“No temptation has overtaken you but such as is common to man; and God is faithful, who will not allow you to be tempted beyond what you are able, but with the temptation will provide the way of escape also, that you may be able to endure it.”
–1 Cor. 10:13
“Now to Him who is able to keep you from stumbling…to the only God our Savior, through Jesus Christ our Lord, be glory, majesty, dominion and authority…now and forever. Amen.” –Jude 1:25
“Take the way of escape at the threshold,” Dr. Bill and Anabel Gillham are fond of teaching in their “Lifetime Guarantee” seminars. Referring to Paul’s admonition in 1 Cor. 10:13, the Gillhams share how people often complain that God didn’t come through for them when they were tempted. When queried, however, it is seen that a way of escape did exist, but people often failed to make their escape at the threshold of the temptation, before its gravitational pull could take them over the edge into full-blown sin.
Near the city where I live, there’s a range of mountains with a series of beautiful canyons, stretching like fingers into the high Arizona desert. Carr Canyon is one of these, where, during the spring thaw and rainy seasons, there’s an 800-foot waterfall that can be seen for miles around. Carr Falls is a popular hikers’ destination and is frequently a hangout for young people. At the top of the falls, there are barriers and signs warning that proceeding past that threshold, even when the rocks appear dry, can be deadly. There is lichen growing on those dry rocks—laden with invisible moisture—which, crushed underfoot, releases lubrication that can make a slide unstoppable.
Many years ago, a young adventurer decided to go past the threshold. The water wasn’t running…the rocks appeared dry; and so, spurred on by the hubris of youth, he stepped over the barrier while his friends watched. He was sure he could stop any possible slide; he could gamble and beat the odds. But the odds were against him and, tragically, he lost. And his family and friends lost him.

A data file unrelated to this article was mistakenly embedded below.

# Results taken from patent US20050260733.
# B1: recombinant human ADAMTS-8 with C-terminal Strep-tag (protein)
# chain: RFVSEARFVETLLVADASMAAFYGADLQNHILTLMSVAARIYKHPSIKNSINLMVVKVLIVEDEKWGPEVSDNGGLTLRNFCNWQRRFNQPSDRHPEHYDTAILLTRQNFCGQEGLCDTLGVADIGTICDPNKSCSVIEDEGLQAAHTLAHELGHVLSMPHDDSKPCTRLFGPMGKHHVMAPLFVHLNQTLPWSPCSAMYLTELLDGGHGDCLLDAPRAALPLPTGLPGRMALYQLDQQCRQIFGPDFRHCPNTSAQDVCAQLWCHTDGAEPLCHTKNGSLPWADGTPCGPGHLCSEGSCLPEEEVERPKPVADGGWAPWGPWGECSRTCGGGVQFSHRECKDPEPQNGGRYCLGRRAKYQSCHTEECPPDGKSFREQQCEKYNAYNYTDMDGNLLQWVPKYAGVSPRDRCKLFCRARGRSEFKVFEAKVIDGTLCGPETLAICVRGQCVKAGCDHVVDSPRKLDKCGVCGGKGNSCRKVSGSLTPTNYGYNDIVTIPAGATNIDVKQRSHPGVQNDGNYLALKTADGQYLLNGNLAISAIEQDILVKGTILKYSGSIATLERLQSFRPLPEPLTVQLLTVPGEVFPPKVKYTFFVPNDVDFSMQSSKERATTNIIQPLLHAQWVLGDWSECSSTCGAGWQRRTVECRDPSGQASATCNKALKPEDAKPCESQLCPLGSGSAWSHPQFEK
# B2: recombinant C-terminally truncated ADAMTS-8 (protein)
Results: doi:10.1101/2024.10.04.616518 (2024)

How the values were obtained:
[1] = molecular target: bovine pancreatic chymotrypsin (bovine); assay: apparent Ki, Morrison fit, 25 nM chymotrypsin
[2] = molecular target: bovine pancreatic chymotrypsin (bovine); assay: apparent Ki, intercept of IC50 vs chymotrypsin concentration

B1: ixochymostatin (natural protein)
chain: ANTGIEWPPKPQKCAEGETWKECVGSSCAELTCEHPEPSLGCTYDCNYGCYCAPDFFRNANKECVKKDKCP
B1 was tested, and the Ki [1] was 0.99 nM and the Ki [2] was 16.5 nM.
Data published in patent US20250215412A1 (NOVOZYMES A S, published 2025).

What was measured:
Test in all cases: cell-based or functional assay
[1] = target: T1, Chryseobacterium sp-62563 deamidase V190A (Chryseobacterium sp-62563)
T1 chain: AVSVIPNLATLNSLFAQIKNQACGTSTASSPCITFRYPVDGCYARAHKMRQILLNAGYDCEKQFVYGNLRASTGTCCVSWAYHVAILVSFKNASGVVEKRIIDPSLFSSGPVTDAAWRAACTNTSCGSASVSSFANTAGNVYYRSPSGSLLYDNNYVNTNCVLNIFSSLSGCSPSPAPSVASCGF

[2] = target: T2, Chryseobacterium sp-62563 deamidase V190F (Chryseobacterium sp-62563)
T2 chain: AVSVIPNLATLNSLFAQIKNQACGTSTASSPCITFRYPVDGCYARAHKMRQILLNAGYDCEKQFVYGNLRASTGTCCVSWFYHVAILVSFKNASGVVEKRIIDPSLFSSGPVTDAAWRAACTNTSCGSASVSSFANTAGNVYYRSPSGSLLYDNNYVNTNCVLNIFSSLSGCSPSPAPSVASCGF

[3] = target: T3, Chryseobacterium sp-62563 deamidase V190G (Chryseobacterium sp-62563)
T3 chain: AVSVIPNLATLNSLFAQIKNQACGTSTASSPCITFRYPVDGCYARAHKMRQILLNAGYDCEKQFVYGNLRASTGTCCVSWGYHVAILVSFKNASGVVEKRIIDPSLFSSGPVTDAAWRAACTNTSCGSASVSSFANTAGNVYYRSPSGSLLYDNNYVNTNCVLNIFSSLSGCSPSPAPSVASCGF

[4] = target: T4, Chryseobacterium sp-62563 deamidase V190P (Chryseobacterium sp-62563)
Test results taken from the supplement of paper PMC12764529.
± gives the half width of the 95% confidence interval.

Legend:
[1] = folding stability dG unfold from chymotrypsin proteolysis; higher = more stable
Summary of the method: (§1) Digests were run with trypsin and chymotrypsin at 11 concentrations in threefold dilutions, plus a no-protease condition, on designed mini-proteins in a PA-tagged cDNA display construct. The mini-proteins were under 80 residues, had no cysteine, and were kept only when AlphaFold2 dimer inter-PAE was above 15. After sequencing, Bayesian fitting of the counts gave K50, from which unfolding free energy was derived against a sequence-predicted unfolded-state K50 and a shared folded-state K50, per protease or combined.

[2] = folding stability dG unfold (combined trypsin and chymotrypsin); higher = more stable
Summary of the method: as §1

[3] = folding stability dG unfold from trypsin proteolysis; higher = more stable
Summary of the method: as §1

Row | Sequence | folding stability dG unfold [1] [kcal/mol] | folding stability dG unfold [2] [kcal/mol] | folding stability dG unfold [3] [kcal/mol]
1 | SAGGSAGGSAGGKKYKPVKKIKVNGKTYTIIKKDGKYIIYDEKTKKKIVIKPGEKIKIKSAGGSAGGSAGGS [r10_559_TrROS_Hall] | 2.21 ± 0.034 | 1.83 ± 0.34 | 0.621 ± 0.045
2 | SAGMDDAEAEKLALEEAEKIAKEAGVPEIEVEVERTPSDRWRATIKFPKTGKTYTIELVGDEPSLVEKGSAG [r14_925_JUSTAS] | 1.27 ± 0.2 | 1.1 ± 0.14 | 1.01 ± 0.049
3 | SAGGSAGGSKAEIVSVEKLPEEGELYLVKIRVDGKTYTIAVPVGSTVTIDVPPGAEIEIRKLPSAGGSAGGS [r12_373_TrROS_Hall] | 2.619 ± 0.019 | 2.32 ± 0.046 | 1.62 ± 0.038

Our own delusional hubris may try to convince us that we can beat the odds when Wormtongue beckons us beyond the threshold. And, thankfully, sometimes we can turn back when a slide begins, but the effort required becomes herculean and our vulnerability is keenly felt—often complete with pounding heart, anxiety, and guilt about transgressing the threshold, putting ourselves in such a vulnerable position. For my Bent-Man brethren, our areas of greatest “bent-ness” (for me, sexual temptations) have thresholds which, once crossed, rarely permit a reversal. In those particulars, if we opt to play, we usually pay. Sometimes dearly.
The point of all this is not to condemn our falls—those are dealt with by confession and repentance—but to make us alert, sober, and wise as we make forward progress on the journey. In particular, we need a brutally honest awareness of both our vulnerability and our inability to triumph on our own. This is where we may reckon on God’s assurance of victory when we take the way of escape at the threshold. That’s how we experience the truth of, “Thanks be to God who gives us the victory through our Lord Jesus Christ” (1 Cor. 15:57). Through obedience, we are “being led in His triumph” (2 Cor. 2:14) and participate in His victory through His overcoming Spirit in us.
Finally, there is a proactive aspect we must remember. Hebrews 12:12-13 states: “Therefore strengthen the hands that are weak and the knees that are feeble, and make straight paths for your feet, so that the limb which is lame may not be put out of joint, but rather be healed.” Part of future victory is preemptive strategy. The cornerstone of preemptive stategy is not paranoid preparations, or legalistic leg-irons we clamp on to keep ourselves in check: the cornerstone is knowing Jesus intimately, dependently, transparently, and lovingly.
Abba, thank You that You ARE able to keep me from stumbling; You can even save me from MYSELF. Grow me to the place where I joyfully embrace Your dominion and authority—and know them as my refuge. Let my ears distinguish Your voice from among deceptive “others,” including my own untrue self. MOW ©2010